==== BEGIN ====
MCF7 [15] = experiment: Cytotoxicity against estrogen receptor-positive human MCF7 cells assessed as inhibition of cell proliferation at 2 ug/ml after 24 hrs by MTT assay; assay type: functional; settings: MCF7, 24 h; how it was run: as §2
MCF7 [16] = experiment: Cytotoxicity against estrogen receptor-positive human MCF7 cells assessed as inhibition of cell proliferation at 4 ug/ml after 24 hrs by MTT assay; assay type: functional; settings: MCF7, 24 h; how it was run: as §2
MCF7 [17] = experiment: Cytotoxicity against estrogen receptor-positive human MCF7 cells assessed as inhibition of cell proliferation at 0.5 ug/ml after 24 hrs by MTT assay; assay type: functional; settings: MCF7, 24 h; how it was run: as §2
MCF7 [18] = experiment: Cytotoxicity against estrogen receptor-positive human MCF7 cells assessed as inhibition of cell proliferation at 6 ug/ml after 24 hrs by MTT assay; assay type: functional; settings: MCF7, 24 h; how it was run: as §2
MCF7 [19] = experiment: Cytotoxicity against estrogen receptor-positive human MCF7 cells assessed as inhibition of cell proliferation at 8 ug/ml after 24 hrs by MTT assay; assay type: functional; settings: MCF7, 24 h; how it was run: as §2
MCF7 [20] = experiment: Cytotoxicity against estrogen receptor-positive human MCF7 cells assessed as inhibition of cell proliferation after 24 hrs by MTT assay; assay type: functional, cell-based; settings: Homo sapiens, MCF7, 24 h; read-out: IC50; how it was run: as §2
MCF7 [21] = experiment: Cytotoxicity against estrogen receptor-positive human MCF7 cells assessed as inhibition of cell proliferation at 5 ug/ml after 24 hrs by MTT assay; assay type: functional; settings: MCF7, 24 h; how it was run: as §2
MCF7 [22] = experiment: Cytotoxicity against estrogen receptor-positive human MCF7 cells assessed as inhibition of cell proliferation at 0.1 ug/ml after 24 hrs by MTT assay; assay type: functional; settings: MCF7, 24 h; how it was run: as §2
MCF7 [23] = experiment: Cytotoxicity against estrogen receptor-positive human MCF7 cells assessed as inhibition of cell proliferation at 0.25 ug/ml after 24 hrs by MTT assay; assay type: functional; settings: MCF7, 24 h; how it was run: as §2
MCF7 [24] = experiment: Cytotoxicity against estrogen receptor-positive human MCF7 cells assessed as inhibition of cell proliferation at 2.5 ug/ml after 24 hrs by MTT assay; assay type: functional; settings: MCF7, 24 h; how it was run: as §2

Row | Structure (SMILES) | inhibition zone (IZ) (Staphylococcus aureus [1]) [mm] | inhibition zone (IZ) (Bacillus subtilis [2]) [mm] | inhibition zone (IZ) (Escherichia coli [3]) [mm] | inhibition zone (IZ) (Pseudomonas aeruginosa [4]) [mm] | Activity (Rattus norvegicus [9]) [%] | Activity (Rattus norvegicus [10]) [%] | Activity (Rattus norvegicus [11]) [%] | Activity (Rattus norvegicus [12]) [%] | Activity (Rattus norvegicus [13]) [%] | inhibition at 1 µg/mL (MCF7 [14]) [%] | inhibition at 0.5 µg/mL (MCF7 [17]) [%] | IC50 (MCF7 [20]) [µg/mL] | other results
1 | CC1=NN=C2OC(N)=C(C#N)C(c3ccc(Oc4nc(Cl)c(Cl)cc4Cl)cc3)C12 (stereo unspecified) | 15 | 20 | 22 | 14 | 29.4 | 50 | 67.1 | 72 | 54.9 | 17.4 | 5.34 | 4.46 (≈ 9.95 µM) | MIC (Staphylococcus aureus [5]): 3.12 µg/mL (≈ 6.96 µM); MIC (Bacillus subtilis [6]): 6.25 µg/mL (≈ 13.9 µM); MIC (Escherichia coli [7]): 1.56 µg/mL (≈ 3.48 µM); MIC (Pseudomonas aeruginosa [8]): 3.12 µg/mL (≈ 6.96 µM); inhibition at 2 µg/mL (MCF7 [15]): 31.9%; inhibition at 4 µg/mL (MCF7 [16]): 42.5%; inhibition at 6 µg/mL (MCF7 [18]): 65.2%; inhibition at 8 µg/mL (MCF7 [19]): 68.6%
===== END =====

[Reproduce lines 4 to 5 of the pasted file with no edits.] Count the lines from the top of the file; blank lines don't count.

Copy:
MCF7 [18] = experiment: Cytotoxicity against estrogen receptor-positive human MCF7 cells assessed as inhibition of cell proliferation at 6 ug/ml after 24 hrs by MTT assay; assay type: functional; settings: MCF7, 24 h; how it was run: as §2
MCF7 [19] = experiment: Cytotoxicity against estrogen receptor-positive human MCF7 cells assessed as inhibition of cell proliferation at 8 ug/ml after 24 hrs by MTT assay; assay type: functional; settings: MCF7, 24 h; how it was run: as §2